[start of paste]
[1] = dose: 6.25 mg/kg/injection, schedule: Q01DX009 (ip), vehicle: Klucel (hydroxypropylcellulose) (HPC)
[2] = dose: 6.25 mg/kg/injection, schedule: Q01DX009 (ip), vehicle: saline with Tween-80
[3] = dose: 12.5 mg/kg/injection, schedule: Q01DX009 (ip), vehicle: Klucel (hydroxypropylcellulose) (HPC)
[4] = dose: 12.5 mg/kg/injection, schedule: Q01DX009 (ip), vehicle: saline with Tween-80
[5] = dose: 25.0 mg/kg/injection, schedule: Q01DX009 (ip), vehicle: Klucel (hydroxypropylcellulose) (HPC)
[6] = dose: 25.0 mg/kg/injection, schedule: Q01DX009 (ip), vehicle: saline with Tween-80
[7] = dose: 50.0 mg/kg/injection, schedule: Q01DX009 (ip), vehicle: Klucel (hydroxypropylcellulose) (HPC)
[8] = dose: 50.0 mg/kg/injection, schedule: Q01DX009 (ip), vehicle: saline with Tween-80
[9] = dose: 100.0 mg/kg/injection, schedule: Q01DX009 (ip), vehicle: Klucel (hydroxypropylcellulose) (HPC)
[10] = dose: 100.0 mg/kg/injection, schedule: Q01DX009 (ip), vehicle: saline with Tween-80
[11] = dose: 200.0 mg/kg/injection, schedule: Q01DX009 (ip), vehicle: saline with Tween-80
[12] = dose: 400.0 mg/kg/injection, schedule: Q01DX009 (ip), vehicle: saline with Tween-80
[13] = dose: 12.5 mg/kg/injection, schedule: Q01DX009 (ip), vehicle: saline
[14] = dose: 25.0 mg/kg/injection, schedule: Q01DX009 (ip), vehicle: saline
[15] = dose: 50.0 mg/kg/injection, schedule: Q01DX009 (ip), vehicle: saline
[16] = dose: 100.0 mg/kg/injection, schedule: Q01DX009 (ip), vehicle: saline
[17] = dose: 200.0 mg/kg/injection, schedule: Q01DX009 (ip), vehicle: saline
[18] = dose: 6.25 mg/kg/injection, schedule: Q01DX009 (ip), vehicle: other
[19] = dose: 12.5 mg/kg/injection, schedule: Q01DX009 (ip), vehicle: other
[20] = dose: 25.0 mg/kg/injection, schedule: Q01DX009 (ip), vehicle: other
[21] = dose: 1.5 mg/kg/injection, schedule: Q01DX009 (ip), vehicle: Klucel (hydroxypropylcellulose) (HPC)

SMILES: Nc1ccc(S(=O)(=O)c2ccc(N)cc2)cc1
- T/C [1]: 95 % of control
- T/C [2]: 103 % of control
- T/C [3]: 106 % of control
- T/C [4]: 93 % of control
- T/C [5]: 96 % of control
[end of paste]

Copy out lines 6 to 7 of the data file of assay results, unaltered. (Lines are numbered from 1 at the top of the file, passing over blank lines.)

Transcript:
[6] = dose: 25.0 mg/kg/injection, schedule: Q01DX009 (ip), vehicle: saline with Tween-80
[7] = dose: 50.0 mg/kg/injection, schedule: Q01DX009 (ip), vehicle: Klucel (hydroxypropylcellulose) (HPC)